Centro, a Mexico City–based design and film school, has just announced that Enrique Norten of TEN Arquitectos has been chosen to design a new expansion to its existing campus. Norten claims his design encompasses “Centro’s dynamic and inclusive atmosphere, with sustainable LEED structures, maximum accessibility between all facilities, optimal access to public transportation services and a central public park in a key urban development zone.” In addition, his plan will combine “interior studios and outdoor work areas” that will offer a variety of learning environments, allowing for fluid teaching methods and cross pollination between disciplines.” Built on Mexico City’s Avenida Constituyentes, the campus will feature a multifunctional auditorium and dramatic exterior staircase built by Dutch-born, Mexican-based artist Jan Hendrix, a four-story media library, a state-of the-art film studio and a series of workshop studios.
Known for their playful, cutting-edge facades, Rojkind Arquitectos are adept at transforming obstacles into opportunity. Founded in 2002, the Mexico City–based practice is regularly challenged with delivering a sense of cohesion to unplanned urban chaos. As the literal and metaphorical mediator between a building's interior and its context, the envelope is a crucial starting point for any such endeavor. "Our first approach is through digital design and local fabrication, depending on the geography of the project, time, budget, etc.," explained founding partner Michel Rojkind, fresh from the July 7 groundbreaking of the firm's Foro Boca concert hall in Veracruz, Mexico. "We research local craftsmanship to enhance the final results." Besides considering the more pragmatic elements of design and execution, said Rojkind, "We also try to question what a facade is, in terms of performance or how it can produce other areas that blur the line between building and [exterior]." For him, the most intriguing question facing contemporary designers and fabricators is: "How can facades bring added value to the project—not only in economic terms, but also as social innovation?" Rojkind will deliver the opening keynote September 10 at Facades+ Miami, the South Florida debut of the popular conference series on high performance building enclosures. Speaking of architectural conditions in the conference's host city, Rojkind—himself an old hand at designing for a hot, sunny climate—said, "I think there are great opportunities to really push for interior/exterior living connections and blur those boundaries. [We can] learn from the past while embracing future social interactions as a design [guide]." Hear more from Rojkind and other movers and shakers in the AEC industry, and participate in exclusive local field trips, at Facades+ Miami this fall. For more information or to register, visit the conference website.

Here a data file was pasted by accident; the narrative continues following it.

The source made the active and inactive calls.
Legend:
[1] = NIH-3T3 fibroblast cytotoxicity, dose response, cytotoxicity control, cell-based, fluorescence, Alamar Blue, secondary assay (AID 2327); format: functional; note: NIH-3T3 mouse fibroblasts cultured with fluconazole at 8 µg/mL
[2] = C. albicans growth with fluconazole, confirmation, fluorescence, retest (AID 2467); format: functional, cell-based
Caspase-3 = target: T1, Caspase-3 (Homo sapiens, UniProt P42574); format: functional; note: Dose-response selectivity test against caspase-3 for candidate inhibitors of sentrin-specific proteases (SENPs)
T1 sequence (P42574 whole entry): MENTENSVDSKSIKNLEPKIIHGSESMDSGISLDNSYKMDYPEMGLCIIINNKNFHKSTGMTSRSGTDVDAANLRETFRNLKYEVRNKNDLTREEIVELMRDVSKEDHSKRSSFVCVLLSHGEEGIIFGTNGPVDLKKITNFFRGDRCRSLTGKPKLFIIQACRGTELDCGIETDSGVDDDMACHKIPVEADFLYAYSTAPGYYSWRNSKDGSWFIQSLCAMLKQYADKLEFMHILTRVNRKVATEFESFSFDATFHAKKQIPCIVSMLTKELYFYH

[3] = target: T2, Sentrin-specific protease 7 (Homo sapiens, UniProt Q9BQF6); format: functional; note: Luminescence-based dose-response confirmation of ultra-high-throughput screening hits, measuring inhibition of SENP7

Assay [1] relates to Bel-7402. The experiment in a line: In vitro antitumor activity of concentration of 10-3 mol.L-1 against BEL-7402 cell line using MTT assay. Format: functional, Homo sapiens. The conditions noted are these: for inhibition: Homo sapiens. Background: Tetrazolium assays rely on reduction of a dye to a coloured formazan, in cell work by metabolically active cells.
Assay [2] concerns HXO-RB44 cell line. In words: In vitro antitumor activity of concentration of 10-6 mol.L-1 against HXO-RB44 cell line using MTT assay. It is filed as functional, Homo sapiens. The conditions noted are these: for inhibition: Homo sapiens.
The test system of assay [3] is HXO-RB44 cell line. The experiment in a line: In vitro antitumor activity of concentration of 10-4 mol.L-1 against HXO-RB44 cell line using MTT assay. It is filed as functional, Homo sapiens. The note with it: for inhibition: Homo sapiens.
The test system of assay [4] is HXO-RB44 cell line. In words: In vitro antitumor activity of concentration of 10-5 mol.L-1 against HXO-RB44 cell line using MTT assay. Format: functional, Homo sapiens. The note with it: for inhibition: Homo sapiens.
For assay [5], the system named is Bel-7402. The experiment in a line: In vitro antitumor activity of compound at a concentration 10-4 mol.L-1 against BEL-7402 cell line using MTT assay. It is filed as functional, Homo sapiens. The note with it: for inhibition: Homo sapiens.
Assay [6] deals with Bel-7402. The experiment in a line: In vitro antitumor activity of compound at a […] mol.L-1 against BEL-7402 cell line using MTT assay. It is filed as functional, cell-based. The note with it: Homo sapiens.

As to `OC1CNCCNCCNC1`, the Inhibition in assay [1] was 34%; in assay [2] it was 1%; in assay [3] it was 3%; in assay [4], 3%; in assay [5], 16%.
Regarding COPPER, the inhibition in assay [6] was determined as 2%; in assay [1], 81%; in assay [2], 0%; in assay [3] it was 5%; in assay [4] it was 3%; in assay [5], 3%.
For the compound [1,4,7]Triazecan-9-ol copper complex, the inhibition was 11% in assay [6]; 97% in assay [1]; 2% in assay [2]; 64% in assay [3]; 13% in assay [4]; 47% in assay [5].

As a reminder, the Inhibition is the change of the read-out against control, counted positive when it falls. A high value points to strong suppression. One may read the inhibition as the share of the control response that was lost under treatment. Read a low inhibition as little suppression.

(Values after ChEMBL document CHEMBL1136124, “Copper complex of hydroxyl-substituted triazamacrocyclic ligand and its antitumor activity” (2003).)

In mid-May, AN wrote about Zaha Hadid's first project in Mexico—a sprawling, 981-unit housing complex in Monterrey. The Esfera City Center development appears as a series of interconnected, almost pixelated, mid-rise residential buildings that are centered around a communal green space. And now it has a slick video rendering that sheds new light on the project's design. https://www.youtube.com/watch?v=hxReDJpqMMQ As with pretty much every Zaha Hadid project, the unveiling of Esfera City Center came with plenty of eye candy in the form of glossy renderings. But if those pictures left you wanting more, you're in luck! Hadid's team has also released a fly-through of the project that gives a closer look at the complex's apartments, gym, pool, and open space. Take a look at the video above for an in-depth look at Hadid's latest, inside and out. [h/t Dezeen]